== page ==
In its constant endeavour to become a preferred employer, Tata Projects Ltd (TPL) constantly embarks upon improved people practices. The engagement for a new entrant starts with an assigned ‘buddy’ on Day 1, followed by a three-day structured induction programme that includes cultural immersion besides business processes. Induction from campuses across the country ensures a home-grown talent pipeline as well as diversity. Fresh talent and lateral inductees are integrated into teams with employees with a longer stint with the organisation. This facilitates knowledge transfer supported by mentoring. Also supporting knowledge management are Gyan Sagar, the knowledge management portal; Surabhi, the daily e-zine; and capture of tacit knowledge from departing employees.

Alignment to business plans is brought about by cascading the plans through a ‘balanced score card’ (BSC) at the corporate and strategic business unit (SBU) levels, which are further cascaded through the ‘key result area’ (KRA) setting process. Clearly defined KRAs and standardisation of KRAs for unique positions ensure role clarity and a clear definition of job roles and the deliverables expected of each associate.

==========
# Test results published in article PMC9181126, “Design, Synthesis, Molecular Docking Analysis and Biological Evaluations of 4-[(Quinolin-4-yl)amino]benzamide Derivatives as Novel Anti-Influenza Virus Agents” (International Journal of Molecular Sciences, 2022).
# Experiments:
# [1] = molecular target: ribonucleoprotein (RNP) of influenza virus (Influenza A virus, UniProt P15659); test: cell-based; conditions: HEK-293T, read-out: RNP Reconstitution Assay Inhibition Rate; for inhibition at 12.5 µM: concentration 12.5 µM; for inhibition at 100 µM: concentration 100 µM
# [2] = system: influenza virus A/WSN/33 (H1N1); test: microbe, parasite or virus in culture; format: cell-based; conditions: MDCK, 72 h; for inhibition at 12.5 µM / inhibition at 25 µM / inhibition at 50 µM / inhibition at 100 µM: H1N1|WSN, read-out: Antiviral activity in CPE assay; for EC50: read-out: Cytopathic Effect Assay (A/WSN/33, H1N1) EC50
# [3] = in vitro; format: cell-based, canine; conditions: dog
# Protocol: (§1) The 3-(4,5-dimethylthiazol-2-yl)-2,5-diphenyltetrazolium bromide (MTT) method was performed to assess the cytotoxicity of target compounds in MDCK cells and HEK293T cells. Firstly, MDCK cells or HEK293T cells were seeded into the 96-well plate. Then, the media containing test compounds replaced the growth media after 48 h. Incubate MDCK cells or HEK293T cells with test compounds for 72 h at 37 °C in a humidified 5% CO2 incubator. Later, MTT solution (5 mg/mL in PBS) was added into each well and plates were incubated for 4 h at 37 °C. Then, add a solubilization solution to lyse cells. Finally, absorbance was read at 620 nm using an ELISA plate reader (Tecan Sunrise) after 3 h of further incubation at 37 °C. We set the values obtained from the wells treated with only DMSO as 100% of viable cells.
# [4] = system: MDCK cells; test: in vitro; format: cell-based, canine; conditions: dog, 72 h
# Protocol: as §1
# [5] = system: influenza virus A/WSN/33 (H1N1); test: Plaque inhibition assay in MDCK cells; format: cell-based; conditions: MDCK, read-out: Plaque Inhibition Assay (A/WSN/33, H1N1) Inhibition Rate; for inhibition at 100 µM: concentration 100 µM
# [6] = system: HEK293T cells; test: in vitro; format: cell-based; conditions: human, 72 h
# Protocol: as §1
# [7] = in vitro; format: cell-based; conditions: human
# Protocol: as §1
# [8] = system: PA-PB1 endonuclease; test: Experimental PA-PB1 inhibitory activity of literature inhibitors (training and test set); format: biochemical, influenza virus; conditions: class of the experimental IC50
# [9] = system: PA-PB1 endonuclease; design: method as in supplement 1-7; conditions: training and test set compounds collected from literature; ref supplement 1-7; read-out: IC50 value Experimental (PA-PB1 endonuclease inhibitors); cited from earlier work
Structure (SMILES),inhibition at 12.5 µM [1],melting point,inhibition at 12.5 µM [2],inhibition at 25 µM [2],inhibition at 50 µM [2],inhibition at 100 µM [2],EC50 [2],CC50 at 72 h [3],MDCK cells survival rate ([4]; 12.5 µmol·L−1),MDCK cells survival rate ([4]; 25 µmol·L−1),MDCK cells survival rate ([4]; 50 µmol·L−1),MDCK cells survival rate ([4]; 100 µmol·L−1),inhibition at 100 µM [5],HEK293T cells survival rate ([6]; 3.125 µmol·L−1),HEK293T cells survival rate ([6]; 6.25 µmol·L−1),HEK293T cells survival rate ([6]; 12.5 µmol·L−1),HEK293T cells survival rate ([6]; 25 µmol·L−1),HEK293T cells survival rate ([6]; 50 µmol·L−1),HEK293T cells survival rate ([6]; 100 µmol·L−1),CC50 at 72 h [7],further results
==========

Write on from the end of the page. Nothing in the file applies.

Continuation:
A clearly laid out ‘position information form’ (PIF) defines the job role, job description and competencies required for each position. Integration of these PIFs across recruitment, selection, on-boarding, performance management system (PMS) and training processes ensure uniformity, identification of gaps and development of employees on competencies required for their positions. Functional training programmes aimed at the core competence of the organisation constantly meet needs of capability.